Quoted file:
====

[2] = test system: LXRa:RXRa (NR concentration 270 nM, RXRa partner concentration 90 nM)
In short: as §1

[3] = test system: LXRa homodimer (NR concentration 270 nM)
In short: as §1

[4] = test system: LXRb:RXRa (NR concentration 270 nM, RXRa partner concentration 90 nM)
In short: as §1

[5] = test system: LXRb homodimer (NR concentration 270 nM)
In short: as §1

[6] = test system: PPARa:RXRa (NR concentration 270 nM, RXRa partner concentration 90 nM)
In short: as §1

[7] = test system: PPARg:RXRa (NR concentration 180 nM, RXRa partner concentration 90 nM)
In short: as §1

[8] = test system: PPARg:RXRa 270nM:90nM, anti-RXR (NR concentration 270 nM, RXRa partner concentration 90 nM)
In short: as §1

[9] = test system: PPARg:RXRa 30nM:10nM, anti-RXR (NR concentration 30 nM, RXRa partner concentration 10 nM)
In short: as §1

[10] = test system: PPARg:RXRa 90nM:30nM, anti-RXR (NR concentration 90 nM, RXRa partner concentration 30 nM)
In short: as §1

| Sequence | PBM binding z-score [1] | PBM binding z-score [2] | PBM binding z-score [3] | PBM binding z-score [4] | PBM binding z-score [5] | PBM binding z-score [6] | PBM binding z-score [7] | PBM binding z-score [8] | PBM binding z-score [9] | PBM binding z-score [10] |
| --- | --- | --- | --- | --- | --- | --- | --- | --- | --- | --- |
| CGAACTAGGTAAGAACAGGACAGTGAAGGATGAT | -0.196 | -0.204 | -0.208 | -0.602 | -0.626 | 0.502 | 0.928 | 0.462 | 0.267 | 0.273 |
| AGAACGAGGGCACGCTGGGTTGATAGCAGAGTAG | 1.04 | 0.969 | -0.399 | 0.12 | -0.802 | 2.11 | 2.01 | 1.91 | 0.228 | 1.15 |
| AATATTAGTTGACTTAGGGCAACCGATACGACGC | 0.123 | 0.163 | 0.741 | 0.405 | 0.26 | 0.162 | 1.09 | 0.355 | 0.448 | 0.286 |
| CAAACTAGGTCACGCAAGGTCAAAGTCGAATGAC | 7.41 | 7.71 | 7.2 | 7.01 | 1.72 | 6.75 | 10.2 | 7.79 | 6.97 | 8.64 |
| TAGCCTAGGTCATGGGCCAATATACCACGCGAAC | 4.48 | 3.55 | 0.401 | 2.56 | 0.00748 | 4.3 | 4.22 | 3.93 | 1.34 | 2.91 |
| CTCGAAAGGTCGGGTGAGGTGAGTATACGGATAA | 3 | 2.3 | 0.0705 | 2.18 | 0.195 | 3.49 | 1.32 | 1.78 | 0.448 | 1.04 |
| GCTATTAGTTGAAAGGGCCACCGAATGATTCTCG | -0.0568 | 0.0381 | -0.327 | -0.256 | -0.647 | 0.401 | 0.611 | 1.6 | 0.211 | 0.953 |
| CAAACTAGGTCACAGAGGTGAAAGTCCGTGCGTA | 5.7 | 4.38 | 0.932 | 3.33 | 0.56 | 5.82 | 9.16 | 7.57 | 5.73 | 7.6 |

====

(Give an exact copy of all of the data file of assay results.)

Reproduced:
[2] = test system: LXRa:RXRa (NR concentration 270 nM, RXRa partner concentration 90 nM)
In short: as §1

[3] = test system: LXRa homodimer (NR concentration 270 nM)
In short: as §1

[4] = test system: LXRb:RXRa (NR concentration 270 nM, RXRa partner concentration 90 nM)
In short: as §1

[5] = test system: LXRb homodimer (NR concentration 270 nM)
In short: as §1

[6] = test system: PPARa:RXRa (NR concentration 270 nM, RXRa partner concentration 90 nM)
In short: as §1

[7] = test system: PPARg:RXRa (NR concentration 180 nM, RXRa partner concentration 90 nM)
In short: as §1

[8] = test system: PPARg:RXRa 270nM:90nM, anti-RXR (NR concentration 270 nM, RXRa partner concentration 90 nM)
In short: as §1

[9] = test system: PPARg:RXRa 30nM:10nM, anti-RXR (NR concentration 30 nM, RXRa partner concentration 10 nM)
In short: as §1

[10] = test system: PPARg:RXRa 90nM:30nM, anti-RXR (NR concentration 90 nM, RXRa partner concentration 30 nM)
In short: as §1

| Sequence | PBM binding z-score [1] | PBM binding z-score [2] | PBM binding z-score [3] | PBM binding z-score [4] | PBM binding z-score [5] | PBM binding z-score [6] | PBM binding z-score [7] | PBM binding z-score [8] | PBM binding z-score [9] | PBM binding z-score [10] |
| --- | --- | --- | --- | --- | --- | --- | --- | --- | --- | --- |
| CGAACTAGGTAAGAACAGGACAGTGAAGGATGAT | -0.196 | -0.204 | -0.208 | -0.602 | -0.626 | 0.502 | 0.928 | 0.462 | 0.267 | 0.273 |
| AGAACGAGGGCACGCTGGGTTGATAGCAGAGTAG | 1.04 | 0.969 | -0.399 | 0.12 | -0.802 | 2.11 | 2.01 | 1.91 | 0.228 | 1.15 |
| AATATTAGTTGACTTAGGGCAACCGATACGACGC | 0.123 | 0.163 | 0.741 | 0.405 | 0.26 | 0.162 | 1.09 | 0.355 | 0.448 | 0.286 |
| CAAACTAGGTCACGCAAGGTCAAAGTCGAATGAC | 7.41 | 7.71 | 7.2 | 7.01 | 1.72 | 6.75 | 10.2 | 7.79 | 6.97 | 8.64 |
| TAGCCTAGGTCATGGGCCAATATACCACGCGAAC | 4.48 | 3.55 | 0.401 | 2.56 | 0.00748 | 4.3 | 4.22 | 3.93 | 1.34 | 2.91 |
| CTCGAAAGGTCGGGTGAGGTGAGTATACGGATAA | 3 | 2.3 | 0.0705 | 2.18 | 0.195 | 3.49 | 1.32 | 1.78 | 0.448 | 1.04 |
| GCTATTAGTTGAAAGGGCCACCGAATGATTCTCG | -0.0568 | 0.0381 | -0.327 | -0.256 | -0.647 | 0.401 | 0.611 | 1.6 | 0.211 | 0.953 |
| CAAACTAGGTCACAGAGGTGAAAGTCCGTGCGTA | 5.7 | 4.38 | 0.932 | 3.33 | 0.56 | 5.82 | 9.16 | 7.57 | 5.73 | 7.6 |